Helferich Patent Licensing (HPL), an Illinois-based patent licensing company, has a worldwide portfolio of over 50 patents allegedly covering the process of sending text messages with web links to mobile phones. According to recent reports and court filings, HPL has successfully licensed its portfolio to the “entire cellular handset industry.” HPL’s success, however, appears to have caused its recent failure before a federal judge in Illinois.

After licensing its portfolio to phone manufacturers, HPL targeted content-providers, like The New York Times Co., who send text messages with web links to subscribers’ mobile phones. The New York Times and others fought back and filed summary judgment motions to dismiss the cases against them based on the existing licenses held by phone manufacturers. Their theory, called “patent exhaustion,” was that HPL’s phone licenses shielded both downstream consumers and third-party phone users, like The New York Times. “Once the handset manufacturers sell the handsets which embody HPL’s patents, HPL’s patents are exhausted as to all third parties, including defendants,” wrote the court.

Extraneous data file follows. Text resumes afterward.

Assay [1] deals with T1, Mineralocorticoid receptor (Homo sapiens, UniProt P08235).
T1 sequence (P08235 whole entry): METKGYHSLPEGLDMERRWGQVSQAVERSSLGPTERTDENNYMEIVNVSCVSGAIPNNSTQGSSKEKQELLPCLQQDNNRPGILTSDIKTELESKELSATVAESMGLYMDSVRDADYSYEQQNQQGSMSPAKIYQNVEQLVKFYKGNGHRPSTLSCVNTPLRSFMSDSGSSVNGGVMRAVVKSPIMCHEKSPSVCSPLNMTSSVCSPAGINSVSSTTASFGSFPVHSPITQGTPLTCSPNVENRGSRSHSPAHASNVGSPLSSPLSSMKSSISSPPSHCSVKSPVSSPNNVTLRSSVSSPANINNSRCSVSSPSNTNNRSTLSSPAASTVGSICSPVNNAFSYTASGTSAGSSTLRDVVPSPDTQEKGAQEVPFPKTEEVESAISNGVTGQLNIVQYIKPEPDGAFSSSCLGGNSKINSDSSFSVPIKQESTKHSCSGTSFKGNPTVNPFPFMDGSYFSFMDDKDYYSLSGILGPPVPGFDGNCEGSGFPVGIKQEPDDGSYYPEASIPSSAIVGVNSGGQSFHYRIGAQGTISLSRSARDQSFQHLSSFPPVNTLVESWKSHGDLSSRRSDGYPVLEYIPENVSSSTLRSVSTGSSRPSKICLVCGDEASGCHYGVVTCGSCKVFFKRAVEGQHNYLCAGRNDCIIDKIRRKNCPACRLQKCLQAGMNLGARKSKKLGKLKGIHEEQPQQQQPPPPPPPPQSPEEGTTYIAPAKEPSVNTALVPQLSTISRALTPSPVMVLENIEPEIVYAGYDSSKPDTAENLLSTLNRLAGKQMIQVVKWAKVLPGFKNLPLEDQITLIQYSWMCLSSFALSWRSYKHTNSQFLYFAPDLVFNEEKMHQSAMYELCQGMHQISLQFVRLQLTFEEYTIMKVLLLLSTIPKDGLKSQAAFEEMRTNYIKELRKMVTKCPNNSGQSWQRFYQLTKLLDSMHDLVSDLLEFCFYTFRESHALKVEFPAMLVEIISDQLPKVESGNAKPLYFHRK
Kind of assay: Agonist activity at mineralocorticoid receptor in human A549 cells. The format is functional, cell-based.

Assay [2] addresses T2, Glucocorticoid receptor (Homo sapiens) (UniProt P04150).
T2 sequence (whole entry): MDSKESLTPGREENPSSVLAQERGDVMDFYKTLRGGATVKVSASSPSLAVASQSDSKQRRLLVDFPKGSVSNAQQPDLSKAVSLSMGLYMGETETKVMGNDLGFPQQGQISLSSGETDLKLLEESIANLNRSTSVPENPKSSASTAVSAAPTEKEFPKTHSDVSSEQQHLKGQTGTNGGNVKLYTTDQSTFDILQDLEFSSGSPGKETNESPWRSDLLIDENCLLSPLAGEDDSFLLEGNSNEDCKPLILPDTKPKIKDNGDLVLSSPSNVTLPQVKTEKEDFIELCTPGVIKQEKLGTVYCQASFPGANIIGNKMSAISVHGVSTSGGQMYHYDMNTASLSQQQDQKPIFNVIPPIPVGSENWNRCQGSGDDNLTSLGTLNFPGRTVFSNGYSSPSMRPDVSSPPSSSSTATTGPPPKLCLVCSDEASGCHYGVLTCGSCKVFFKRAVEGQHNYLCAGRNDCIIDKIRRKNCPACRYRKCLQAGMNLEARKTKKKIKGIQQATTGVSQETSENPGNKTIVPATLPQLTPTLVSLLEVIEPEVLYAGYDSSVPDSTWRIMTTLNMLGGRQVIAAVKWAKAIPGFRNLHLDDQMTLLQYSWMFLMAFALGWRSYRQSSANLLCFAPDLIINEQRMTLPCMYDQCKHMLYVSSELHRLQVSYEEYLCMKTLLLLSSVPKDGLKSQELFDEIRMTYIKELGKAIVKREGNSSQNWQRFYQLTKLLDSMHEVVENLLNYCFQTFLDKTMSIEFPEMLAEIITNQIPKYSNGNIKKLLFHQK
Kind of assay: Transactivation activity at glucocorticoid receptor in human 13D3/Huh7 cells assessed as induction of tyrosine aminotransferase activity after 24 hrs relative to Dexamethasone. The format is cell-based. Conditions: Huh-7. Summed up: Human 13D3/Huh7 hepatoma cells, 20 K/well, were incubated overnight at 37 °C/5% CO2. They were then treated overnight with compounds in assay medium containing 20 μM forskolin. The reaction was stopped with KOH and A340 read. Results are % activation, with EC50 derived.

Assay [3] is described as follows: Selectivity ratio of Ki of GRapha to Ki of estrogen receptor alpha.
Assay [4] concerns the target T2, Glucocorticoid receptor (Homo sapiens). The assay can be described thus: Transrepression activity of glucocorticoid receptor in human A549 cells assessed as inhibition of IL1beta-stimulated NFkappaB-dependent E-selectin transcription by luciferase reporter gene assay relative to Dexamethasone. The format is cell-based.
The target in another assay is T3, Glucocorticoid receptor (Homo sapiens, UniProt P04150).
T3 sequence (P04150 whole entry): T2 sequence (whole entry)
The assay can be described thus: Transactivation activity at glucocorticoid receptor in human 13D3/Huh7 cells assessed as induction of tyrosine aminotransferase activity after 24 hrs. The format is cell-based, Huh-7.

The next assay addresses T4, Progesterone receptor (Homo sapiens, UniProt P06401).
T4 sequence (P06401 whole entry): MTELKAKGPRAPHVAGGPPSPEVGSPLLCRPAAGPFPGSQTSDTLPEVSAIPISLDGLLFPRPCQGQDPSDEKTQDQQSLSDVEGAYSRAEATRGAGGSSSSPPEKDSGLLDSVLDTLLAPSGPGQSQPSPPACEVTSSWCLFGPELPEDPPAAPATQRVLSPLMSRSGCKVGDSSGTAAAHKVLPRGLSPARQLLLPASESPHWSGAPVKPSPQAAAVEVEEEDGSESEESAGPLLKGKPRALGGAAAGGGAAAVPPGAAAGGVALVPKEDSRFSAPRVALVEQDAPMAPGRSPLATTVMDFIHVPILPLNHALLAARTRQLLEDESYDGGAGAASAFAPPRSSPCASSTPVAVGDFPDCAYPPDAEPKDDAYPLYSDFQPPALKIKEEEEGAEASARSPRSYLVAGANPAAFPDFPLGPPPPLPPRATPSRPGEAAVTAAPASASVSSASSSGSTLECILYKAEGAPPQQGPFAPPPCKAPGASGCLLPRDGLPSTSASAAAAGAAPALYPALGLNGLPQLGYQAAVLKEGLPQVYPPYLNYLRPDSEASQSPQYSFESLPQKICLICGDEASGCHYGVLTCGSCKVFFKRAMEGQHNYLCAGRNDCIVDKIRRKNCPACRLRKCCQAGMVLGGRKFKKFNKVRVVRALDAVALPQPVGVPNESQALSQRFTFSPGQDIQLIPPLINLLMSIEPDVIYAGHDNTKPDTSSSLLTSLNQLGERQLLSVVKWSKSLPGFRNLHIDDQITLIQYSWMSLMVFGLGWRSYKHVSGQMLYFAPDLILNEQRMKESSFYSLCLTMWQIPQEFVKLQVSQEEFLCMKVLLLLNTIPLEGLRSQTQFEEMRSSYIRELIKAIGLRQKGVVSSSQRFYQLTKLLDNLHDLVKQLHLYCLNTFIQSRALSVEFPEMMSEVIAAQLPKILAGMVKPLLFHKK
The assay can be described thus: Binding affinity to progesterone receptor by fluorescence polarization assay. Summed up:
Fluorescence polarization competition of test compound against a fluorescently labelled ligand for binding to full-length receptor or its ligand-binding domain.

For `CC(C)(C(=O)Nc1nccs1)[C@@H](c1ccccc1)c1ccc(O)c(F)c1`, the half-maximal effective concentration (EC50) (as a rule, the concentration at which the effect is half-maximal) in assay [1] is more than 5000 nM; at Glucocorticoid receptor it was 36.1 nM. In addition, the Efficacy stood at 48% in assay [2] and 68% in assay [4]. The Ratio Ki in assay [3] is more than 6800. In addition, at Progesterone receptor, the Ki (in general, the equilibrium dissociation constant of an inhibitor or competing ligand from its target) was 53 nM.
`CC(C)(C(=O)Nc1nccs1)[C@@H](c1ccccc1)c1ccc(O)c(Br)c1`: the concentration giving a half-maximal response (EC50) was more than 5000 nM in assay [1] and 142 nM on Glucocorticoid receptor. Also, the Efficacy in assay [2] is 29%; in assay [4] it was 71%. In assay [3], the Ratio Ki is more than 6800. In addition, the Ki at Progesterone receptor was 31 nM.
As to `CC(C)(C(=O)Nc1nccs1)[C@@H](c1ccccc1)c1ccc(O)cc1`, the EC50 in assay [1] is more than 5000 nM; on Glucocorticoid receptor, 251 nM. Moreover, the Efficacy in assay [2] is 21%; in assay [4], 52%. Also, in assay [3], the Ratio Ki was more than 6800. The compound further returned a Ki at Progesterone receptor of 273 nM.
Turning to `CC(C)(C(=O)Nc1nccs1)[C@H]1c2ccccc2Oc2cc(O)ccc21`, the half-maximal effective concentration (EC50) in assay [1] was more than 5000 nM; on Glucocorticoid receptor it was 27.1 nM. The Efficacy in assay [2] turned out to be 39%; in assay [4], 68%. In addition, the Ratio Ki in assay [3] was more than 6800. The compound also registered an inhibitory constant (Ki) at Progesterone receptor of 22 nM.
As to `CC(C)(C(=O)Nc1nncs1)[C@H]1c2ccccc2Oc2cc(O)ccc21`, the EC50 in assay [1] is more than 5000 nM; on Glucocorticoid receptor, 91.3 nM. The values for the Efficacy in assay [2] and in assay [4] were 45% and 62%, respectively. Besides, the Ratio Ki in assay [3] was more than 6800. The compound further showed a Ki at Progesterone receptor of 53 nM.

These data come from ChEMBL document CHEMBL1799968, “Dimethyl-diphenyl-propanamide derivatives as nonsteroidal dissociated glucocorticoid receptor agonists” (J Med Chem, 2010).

HPL argued it had licensed only its “handset” patent claims, but not its “content” patent claims. The court rejected this argument because allowing HPL to “carve out individual claims from a single patent would frustrate the purposes of the [exhaustion] doctrine, including an efficient method of determining that a patent had been exhausted.” HPL has appealed the decision. In the meantime, dozens of companies accused of infringement (that have been holding their breath for a result on this summary judgment motion) can relax until the Federal Circuit takes up the case, likely next year. If the judgment is upheld, all content providers are likely off the HPL hook.